Staying Connected to Your Community and Yourself

The following was written by Laura Gaaysigaad, RADIUS activator, Fellowship co-host and Social Innovation Canada Weaver.

I’ve continued my community work at RADIUS, most of it is activating our network. It has been hard to know how to keep up with them during this pandemic. I’ve struggled to separate work and home, and also know that many people in my community don’t have the privilege of that struggle. To keep going, I ask myself a few questions at the end of each day:

Who is missing from today?

Reach out. You don’t have to get everyone, there is still tomorrow.

How are we connecting and who can’t access that? 

Reach out, or give to people who can.

What amount of capacity do I have? 

Reach in. Lift where you can.

Who cares about me? 

Reach them. This is not selfish.

All of this is a revolution.

I just got off a call with four close friends, we chatted over lunch for an hour and a bit. Last night, I spoke with the same friends until two, I fell asleep on facebook messenger surrounded by their warmth. Their voices made it into my dreams and I thought about them all night. Likely because they kept talking until five. We have these calls at least once per day, usually three or four times. In the evening they go for hours. In between, our chatter is constant.

The content is not interesting nor provocative—but the words are still a revolution.

The other night, we went through the entire $1800 online shopping cart of a friend, got the items down to $350 and didn’t purchase any of them. The night before that we watched the fourth movie of the Twilight Saga, it was terrible. We’ve all started playing the Sims 4. On March 31st, we celebrated Quarantineowe’en—my wife and I sent surprise bubble tea. The drinks arrived at the same time in our four separate homes, a quarantine style trick or treat. We also rarely ask how are you?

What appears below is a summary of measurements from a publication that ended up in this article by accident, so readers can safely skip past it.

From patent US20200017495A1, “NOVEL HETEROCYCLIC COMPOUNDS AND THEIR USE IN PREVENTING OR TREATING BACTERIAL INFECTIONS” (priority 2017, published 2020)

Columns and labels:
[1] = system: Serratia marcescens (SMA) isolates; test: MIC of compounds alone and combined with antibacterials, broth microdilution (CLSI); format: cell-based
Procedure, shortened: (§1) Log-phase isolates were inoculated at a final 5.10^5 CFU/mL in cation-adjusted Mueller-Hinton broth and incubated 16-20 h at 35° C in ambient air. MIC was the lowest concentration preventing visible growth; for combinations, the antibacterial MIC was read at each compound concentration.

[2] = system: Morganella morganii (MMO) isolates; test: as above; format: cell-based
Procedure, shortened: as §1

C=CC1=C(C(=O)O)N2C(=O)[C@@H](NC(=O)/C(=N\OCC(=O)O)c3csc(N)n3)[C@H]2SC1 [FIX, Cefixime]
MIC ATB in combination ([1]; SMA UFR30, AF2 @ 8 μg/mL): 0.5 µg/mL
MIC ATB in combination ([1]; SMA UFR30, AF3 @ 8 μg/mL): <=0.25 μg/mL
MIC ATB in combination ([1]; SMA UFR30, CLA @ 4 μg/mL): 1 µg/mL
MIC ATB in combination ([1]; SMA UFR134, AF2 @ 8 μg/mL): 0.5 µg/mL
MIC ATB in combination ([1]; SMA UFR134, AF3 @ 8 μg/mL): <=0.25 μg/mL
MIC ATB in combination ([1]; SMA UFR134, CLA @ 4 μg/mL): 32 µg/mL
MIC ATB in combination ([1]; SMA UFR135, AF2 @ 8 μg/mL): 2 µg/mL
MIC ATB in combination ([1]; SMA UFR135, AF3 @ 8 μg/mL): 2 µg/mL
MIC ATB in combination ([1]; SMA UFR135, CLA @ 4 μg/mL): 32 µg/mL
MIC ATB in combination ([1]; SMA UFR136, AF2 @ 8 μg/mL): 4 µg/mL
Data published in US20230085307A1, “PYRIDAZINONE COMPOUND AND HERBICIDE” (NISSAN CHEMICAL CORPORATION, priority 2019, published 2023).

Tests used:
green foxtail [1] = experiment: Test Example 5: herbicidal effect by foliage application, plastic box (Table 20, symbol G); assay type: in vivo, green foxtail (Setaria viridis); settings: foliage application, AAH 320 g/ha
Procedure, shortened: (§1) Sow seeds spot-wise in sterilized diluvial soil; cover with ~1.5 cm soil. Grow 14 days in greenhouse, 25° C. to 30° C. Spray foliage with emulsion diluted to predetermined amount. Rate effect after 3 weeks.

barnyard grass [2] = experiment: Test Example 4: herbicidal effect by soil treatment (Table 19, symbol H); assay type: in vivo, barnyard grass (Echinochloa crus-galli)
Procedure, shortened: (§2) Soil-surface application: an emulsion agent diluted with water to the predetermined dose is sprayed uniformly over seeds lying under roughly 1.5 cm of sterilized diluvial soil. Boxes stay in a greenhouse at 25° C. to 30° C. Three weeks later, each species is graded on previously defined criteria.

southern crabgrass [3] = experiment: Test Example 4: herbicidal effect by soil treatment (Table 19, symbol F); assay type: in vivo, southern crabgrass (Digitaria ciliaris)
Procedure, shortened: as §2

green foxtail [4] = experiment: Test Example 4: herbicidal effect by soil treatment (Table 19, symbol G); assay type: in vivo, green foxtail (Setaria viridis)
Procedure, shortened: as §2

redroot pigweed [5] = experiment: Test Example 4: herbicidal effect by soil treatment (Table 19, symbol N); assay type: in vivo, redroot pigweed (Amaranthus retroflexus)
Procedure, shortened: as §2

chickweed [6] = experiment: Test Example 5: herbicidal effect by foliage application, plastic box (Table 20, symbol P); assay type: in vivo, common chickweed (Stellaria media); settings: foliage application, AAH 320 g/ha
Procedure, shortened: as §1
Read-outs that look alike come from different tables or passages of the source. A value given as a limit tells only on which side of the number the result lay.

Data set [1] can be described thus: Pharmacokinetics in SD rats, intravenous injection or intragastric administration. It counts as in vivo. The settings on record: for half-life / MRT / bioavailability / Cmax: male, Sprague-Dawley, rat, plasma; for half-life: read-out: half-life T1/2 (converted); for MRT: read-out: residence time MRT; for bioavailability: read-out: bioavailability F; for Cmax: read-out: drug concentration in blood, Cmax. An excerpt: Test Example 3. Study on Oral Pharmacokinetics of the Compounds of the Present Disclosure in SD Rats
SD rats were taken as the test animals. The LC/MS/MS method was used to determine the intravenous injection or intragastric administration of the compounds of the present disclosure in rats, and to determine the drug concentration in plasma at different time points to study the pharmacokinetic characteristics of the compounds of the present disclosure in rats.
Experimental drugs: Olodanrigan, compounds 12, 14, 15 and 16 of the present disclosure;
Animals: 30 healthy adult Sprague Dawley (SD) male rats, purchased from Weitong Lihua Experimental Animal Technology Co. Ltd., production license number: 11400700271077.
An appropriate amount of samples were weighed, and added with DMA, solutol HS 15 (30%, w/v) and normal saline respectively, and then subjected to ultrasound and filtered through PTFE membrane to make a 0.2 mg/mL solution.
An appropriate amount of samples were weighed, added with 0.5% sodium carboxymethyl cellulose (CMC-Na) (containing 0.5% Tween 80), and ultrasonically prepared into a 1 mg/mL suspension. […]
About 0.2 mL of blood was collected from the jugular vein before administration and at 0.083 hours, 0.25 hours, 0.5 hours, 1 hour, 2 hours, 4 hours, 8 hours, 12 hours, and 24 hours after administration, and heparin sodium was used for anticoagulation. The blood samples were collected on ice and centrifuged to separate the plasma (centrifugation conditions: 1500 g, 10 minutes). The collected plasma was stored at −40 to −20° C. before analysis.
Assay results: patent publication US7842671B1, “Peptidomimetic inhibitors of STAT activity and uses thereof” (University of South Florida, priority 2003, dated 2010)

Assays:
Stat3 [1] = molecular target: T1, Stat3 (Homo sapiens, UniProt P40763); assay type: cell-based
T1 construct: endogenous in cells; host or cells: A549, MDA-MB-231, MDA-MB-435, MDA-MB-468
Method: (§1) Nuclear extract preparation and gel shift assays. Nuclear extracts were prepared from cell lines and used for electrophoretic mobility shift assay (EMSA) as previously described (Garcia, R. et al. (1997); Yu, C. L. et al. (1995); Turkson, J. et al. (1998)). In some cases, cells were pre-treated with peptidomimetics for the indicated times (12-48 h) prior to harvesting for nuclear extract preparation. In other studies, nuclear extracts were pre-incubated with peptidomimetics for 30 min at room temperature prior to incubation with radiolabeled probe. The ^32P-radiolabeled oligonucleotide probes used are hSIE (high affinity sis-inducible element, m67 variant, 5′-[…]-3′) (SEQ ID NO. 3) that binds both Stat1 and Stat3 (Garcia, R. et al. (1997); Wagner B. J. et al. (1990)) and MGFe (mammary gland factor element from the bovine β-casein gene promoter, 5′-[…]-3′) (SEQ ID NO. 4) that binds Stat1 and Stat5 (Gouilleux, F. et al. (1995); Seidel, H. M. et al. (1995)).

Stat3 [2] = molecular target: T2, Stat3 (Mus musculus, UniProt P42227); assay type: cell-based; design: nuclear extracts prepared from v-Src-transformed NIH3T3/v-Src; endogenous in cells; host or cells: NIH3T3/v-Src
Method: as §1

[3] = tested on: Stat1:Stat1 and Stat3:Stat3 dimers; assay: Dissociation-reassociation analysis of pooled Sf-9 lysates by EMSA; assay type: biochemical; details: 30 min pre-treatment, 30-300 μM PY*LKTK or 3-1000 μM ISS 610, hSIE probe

Because in all of this, three of five of us have lost our jobs. Two of us have lost close family members. Two of us have lost friends. Three of us are taking on the main roles of caregiving in our families. Two of us are employed full-time and have to adapt from home. One of us can’t access the CERB and doesn’t know where their next pay check will come from, we are all supporting other large community survival networks and are deeply concerned about other friends. We talk about these things in bursts but the work is constant. Because community support is the revolution.

Try out the questions tonight, when you get to the last and you know who cares about you, reach them but don’t ask them how they’re doing. Instead, send bubble tea and watch trash movies. Online shop and try not to buy. Spend way too much time talking and you might find that it was just enough to know how they really are and feel a bit more yourself too. 

All of this is a revolution.